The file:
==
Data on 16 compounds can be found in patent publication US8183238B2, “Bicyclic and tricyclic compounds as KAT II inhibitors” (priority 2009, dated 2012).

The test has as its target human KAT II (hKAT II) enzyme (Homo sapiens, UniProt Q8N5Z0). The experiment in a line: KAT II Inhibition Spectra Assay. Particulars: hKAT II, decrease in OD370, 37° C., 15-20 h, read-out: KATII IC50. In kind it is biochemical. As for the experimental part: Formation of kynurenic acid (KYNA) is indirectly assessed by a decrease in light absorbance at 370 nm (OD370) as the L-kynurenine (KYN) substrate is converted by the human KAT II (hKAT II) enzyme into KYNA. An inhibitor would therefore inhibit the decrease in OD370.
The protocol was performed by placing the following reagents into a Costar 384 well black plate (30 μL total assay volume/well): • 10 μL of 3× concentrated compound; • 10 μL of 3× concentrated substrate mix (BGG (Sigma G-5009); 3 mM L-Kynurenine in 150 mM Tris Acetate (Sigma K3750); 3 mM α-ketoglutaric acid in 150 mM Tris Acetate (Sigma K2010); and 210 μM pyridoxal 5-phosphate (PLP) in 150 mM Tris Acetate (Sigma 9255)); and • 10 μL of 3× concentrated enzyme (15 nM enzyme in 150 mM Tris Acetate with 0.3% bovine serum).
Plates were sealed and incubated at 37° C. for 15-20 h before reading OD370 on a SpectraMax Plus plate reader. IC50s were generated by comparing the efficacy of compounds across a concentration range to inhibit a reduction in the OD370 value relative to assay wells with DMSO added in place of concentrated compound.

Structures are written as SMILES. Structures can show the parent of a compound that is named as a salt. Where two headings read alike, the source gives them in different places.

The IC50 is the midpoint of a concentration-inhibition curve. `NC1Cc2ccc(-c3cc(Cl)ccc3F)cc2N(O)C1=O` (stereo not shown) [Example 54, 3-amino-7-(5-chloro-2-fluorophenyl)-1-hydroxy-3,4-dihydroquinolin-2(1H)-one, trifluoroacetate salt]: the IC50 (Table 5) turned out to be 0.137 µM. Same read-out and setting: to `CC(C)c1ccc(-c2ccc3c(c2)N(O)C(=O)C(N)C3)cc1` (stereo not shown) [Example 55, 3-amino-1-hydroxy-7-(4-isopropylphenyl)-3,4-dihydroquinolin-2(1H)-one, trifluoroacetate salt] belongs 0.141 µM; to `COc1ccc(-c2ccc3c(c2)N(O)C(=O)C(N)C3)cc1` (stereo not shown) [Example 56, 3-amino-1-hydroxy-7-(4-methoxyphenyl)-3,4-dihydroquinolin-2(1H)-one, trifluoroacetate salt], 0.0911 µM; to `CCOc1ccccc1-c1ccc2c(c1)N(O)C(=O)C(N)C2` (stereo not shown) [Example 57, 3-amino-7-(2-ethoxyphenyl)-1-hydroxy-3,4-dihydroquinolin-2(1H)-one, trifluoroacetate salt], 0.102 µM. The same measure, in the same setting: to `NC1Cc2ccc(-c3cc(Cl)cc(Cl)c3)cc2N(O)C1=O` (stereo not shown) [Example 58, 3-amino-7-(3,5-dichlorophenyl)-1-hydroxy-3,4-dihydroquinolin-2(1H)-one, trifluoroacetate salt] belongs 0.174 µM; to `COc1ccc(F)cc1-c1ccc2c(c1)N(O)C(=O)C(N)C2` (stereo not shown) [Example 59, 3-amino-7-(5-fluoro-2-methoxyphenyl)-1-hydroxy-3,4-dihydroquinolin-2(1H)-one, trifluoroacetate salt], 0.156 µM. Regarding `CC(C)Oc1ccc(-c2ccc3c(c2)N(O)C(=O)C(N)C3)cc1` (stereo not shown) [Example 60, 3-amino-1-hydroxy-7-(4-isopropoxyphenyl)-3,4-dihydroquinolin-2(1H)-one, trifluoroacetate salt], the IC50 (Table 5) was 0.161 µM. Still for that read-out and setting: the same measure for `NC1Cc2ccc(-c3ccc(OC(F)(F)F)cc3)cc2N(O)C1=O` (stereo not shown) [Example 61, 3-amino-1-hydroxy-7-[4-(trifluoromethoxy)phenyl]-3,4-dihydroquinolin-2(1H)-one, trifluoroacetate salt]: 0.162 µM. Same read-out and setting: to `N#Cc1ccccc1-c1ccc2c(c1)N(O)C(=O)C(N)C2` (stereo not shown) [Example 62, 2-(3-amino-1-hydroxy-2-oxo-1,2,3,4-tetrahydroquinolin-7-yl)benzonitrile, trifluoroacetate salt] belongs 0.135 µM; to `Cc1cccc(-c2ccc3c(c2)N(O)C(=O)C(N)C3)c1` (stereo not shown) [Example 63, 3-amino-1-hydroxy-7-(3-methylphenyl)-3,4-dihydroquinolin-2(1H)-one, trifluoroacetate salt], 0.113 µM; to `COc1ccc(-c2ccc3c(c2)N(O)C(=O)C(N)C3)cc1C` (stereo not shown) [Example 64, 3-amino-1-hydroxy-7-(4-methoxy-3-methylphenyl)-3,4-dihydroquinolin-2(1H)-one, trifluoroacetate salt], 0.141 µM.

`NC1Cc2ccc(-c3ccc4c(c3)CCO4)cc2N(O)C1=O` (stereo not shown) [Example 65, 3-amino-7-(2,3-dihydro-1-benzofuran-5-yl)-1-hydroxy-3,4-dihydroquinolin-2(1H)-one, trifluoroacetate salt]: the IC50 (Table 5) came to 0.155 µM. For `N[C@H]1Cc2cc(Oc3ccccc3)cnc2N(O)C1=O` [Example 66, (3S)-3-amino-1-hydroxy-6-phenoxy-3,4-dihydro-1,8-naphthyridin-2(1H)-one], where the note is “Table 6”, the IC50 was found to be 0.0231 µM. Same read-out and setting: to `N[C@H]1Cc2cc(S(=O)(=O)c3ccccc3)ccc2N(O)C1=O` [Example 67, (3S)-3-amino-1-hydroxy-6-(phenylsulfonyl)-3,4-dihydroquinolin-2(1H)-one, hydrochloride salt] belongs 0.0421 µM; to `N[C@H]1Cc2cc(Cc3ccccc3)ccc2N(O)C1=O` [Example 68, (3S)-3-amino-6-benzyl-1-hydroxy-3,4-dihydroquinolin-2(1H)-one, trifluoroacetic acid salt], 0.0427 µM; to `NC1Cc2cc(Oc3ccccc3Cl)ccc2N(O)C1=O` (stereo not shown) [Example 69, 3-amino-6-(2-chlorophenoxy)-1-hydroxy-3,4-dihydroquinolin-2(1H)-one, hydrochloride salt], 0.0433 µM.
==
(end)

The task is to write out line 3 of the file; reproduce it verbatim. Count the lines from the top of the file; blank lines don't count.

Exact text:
The protocol was performed by placing the following reagents into a Costar 384 well black plate (30 μL total assay volume/well): • 10 μL of 3× concentrated compound; • 10 μL of 3× concentrated substrate mix (BGG (Sigma G-5009); 3 mM L-Kynurenine in 150 mM Tris Acetate (Sigma K3750); 3 mM α-ketoglutaric acid in 150 mM Tris Acetate (Sigma K2010); and 210 μM pyridoxal 5-phosphate (PLP) in 150 mM Tris Acetate (Sigma 9255)); and • 10 μL of 3× concentrated enzyme (15 nM enzyme in 150 mM Tris Acetate with 0.3% bovine serum).